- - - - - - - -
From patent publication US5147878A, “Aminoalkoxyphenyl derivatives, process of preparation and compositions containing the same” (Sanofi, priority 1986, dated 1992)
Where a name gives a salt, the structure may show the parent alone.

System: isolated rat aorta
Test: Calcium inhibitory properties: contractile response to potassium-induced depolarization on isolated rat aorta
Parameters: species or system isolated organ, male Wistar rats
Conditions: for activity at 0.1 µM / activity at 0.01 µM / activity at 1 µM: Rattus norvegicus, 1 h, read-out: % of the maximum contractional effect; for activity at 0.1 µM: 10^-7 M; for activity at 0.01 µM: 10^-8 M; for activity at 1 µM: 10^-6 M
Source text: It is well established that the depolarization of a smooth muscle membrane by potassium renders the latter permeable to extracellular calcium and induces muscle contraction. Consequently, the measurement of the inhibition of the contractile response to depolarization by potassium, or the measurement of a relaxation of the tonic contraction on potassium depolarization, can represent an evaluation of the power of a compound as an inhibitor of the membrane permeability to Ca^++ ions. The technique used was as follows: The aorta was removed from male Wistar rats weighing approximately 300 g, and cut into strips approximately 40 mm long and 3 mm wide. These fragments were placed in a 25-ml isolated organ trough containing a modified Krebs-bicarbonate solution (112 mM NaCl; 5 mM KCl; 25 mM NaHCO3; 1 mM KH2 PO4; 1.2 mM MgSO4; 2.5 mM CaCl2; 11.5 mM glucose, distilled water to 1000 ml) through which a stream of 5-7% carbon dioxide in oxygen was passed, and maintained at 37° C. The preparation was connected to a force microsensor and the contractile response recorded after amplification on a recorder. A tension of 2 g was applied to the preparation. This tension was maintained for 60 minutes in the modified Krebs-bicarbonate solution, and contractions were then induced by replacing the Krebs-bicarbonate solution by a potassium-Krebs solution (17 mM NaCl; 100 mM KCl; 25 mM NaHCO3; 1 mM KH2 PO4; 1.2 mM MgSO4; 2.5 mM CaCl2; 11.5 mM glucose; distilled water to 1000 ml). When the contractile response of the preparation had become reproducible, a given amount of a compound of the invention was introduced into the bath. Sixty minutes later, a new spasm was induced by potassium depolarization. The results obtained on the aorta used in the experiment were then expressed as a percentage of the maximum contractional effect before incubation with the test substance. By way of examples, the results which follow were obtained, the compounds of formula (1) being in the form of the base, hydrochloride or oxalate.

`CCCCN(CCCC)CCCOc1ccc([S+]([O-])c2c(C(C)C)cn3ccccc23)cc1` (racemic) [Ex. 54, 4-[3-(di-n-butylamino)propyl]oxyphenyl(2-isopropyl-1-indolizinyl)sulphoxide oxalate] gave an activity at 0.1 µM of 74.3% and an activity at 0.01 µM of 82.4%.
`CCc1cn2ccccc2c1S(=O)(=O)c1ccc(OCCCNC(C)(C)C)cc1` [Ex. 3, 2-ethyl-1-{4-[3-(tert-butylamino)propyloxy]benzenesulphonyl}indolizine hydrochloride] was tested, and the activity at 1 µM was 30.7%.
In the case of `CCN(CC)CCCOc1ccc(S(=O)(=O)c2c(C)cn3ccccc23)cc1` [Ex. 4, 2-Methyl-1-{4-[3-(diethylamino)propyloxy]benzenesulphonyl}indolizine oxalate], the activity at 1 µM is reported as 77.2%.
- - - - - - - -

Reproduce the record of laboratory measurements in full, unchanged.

From patent publication US5147878A, “Aminoalkoxyphenyl derivatives, process of preparation and compositions containing the same” (Sanofi, priority 1986, dated 1992)
Where a name gives a salt, the structure may show the parent alone.

System: isolated rat aorta
Test: Calcium inhibitory properties: contractile response to potassium-induced depolarization on isolated rat aorta
Parameters: species or system isolated organ, male Wistar rats
Conditions: for activity at 0.1 µM / activity at 0.01 µM / activity at 1 µM: Rattus norvegicus, 1 h, read-out: % of the maximum contractional effect; for activity at 0.1 µM: 10^-7 M; for activity at 0.01 µM: 10^-8 M; for activity at 1 µM: 10^-6 M
Source text: It is well established that the depolarization of a smooth muscle membrane by potassium renders the latter permeable to extracellular calcium and induces muscle contraction. Consequently, the measurement of the inhibition of the contractile response to depolarization by potassium, or the measurement of a relaxation of the tonic contraction on potassium depolarization, can represent an evaluation of the power of a compound as an inhibitor of the membrane permeability to Ca^++ ions. The technique used was as follows: The aorta was removed from male Wistar rats weighing approximately 300 g, and cut into strips approximately 40 mm long and 3 mm wide. These fragments were placed in a 25-ml isolated organ trough containing a modified Krebs-bicarbonate solution (112 mM NaCl; 5 mM KCl; 25 mM NaHCO3; 1 mM KH2 PO4; 1.2 mM MgSO4; 2.5 mM CaCl2; 11.5 mM glucose, distilled water to 1000 ml) through which a stream of 5-7% carbon dioxide in oxygen was passed, and maintained at 37° C. The preparation was connected to a force microsensor and the contractile response recorded after amplification on a recorder. A tension of 2 g was applied to the preparation. This tension was maintained for 60 minutes in the modified Krebs-bicarbonate solution, and contractions were then induced by replacing the Krebs-bicarbonate solution by a potassium-Krebs solution (17 mM NaCl; 100 mM KCl; 25 mM NaHCO3; 1 mM KH2 PO4; 1.2 mM MgSO4; 2.5 mM CaCl2; 11.5 mM glucose; distilled water to 1000 ml). When the contractile response of the preparation had become reproducible, a given amount of a compound of the invention was introduced into the bath. Sixty minutes later, a new spasm was induced by potassium depolarization. The results obtained on the aorta used in the experiment were then expressed as a percentage of the maximum contractional effect before incubation with the test substance. By way of examples, the results which follow were obtained, the compounds of formula (1) being in the form of the base, hydrochloride or oxalate.

`CCCCN(CCCC)CCCOc1ccc([S+]([O-])c2c(C(C)C)cn3ccccc23)cc1` (racemic) [Ex. 54, 4-[3-(di-n-butylamino)propyl]oxyphenyl(2-isopropyl-1-indolizinyl)sulphoxide oxalate] gave an activity at 0.1 µM of 74.3% and an activity at 0.01 µM of 82.4%.
`CCc1cn2ccccc2c1S(=O)(=O)c1ccc(OCCCNC(C)(C)C)cc1` [Ex. 3, 2-ethyl-1-{4-[3-(tert-butylamino)propyloxy]benzenesulphonyl}indolizine hydrochloride] was tested, and the activity at 1 µM was 30.7%.
In the case of `CCN(CC)CCCOc1ccc(S(=O)(=O)c2c(C)cn3ccccc23)cc1` [Ex. 4, 2-Methyl-1-{4-[3-(diethylamino)propyloxy]benzenesulphonyl}indolizine oxalate], the activity at 1 µM is reported as 77.2%.